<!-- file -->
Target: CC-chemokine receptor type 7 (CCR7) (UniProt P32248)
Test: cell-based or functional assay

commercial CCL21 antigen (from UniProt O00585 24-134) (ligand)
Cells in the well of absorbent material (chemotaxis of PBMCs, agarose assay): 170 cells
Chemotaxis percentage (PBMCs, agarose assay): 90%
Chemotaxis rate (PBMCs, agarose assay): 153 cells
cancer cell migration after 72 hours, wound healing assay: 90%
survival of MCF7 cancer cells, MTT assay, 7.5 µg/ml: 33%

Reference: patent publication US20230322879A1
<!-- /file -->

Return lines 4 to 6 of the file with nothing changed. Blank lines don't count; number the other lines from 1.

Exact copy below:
Cells in the well of absorbent material (chemotaxis of PBMCs, agarose assay): 170 cells
Chemotaxis percentage (PBMCs, agarose assay): 90%
Chemotaxis rate (PBMCs, agarose assay): 153 cells